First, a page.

The uprising at Market Basket in support of ousted company president Arthur T. Demoulas is anything but a typical labor dispute. The protests are led by middle managers with decades of experience in the grocery business and little exposure to mass movements, political protest, or the finer points of social media. Yet they have managed to galvanize thousands of workers and customers to support their cause. Here are a few of the more prominent protesters:
One of the eight Market Basket executives who was fired July 20 for inciting the protest movement to restore Arthur T. Demoulas to the top job at the grocery chain, Paulenka was facilities and operations supervisor at the company. Paulenka has been the public face of the protest movement, serving as master of ceremonies at the large rallies in Tewksbury and speaking with the media. He has been with Market Basket for 40 years, and fully recognizes the magnitude of the revolt he ignited.
“We’re a crazy bunch,” Paulenka told the Globe on July 16, as he and other executives publicly bucked their bosses and called for the reinstatement of Arthur T. Demoulas. “If this was a poker game, we just went all in.”
A grocery supervisor with 39 years at the supermarket chain. “They can’t run this company without the team at headquarters,” Gordon told the Globe before he was fired. “You take one down, you get the 25,000 behind us.”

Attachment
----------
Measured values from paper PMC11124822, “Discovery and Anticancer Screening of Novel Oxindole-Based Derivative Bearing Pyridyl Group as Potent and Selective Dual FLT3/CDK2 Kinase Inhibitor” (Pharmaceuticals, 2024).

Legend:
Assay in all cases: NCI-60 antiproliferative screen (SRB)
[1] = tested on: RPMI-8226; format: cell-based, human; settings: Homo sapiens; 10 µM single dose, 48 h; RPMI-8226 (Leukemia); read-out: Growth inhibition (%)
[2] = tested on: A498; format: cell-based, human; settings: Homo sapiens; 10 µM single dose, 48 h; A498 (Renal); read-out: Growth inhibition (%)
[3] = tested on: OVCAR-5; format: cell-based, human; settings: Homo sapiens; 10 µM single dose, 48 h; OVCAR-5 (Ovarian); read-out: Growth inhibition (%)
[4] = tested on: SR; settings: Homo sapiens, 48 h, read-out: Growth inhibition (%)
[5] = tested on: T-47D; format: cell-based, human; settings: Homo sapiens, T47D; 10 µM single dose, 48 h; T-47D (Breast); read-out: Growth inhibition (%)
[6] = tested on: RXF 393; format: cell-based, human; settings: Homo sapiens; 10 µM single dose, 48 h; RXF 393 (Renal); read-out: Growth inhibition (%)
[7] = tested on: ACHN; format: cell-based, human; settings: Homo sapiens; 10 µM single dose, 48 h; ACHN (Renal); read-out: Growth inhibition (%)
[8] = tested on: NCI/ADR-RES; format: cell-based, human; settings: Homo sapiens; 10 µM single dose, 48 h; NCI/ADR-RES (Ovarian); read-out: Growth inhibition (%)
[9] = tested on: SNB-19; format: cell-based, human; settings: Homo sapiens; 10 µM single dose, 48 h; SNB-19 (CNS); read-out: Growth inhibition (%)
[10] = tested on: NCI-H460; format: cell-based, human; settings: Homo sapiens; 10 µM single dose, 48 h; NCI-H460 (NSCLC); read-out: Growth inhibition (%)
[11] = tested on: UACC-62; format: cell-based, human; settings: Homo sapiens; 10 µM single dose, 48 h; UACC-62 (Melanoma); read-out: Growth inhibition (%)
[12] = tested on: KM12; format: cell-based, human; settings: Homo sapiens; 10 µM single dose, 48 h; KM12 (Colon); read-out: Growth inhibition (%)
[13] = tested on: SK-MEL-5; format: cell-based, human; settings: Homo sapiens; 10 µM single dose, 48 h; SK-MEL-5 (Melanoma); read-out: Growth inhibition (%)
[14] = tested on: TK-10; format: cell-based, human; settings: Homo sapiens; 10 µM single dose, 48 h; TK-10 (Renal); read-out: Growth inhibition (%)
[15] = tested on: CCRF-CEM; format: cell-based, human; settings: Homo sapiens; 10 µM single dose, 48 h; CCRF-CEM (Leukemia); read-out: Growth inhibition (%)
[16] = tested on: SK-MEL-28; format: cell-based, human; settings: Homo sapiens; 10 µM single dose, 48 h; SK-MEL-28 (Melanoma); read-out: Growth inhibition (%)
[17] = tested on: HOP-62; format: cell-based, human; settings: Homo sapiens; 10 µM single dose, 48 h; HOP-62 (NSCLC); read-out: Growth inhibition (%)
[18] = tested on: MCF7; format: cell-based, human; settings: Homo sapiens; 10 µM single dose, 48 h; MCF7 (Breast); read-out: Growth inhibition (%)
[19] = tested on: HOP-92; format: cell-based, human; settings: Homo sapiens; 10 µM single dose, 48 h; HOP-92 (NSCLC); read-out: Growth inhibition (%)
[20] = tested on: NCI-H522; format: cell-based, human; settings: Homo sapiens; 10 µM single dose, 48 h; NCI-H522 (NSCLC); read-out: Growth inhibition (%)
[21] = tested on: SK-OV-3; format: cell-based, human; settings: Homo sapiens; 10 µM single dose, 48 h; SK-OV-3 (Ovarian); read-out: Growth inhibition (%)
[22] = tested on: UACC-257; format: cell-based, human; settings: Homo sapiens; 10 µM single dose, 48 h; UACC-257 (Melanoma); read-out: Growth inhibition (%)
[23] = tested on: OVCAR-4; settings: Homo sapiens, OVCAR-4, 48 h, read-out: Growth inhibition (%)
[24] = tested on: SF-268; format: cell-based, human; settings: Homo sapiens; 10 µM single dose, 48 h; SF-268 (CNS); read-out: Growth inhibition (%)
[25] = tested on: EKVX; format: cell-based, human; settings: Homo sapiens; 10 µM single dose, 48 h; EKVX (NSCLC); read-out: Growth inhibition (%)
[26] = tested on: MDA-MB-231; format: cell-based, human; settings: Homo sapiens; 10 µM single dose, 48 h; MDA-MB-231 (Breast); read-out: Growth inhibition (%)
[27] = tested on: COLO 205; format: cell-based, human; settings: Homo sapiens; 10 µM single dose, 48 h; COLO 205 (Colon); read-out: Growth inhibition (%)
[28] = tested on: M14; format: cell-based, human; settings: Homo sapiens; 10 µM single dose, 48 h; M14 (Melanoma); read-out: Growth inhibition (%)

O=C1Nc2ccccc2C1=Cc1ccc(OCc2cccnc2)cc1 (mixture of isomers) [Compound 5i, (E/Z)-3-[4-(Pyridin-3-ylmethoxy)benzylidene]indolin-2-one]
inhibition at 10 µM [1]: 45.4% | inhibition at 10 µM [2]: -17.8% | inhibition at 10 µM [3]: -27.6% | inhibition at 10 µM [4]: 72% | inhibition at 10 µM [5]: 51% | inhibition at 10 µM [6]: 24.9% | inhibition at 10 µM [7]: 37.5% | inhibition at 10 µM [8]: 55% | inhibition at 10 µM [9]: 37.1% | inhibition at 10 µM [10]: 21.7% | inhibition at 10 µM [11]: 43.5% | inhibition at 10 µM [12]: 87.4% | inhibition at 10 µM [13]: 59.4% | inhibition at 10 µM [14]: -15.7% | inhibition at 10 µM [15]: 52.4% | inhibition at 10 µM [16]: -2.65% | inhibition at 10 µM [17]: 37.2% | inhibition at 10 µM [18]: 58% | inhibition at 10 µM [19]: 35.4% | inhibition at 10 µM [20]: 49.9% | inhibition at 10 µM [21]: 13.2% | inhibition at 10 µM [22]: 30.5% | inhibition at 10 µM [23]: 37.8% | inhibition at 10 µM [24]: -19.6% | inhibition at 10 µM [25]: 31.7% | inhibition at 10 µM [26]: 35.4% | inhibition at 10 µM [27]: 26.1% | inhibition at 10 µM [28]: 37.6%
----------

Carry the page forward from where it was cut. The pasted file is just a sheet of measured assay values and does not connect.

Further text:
A buyer who worked for the company for 30 years before he was fired.
The Garon family
The father, R. Joseph Garon, is buyer at the chain’s headquarters with 49 years at Market Basket. One son, Joe, is a dairy manager at the Salem Market Basket, and another son, John, is front-end manager at the Burlington store. John Garon has worked at Market Basket for more than a decade and has spoken at several of the rallies.
A distribution supervisor with 41 years at the company. “We do this every day until he comes back,” Trainor said at the first rally. Trainor was among the eight executives fired July 20.
The first executive fired by the new management, Joyce, a warehouse supervisor, encouraged his employees to stay off the job and makes sure they are acknowledged at the rallies. Joyce has been with the company for 34 years. “Without us nothing happens,” Joyce said.
Manager of an Andover warehouse for perishable products who also has helped encouraged his employees to stay away from work and interrupt the delivery of supplies to the stores. “We do hope for an end, real, real soon so we can get these guys back to work,” he said.Bennie DiNardo can be reached at firstname.lastname@example.org. Follow him on Twitter @bdinardo.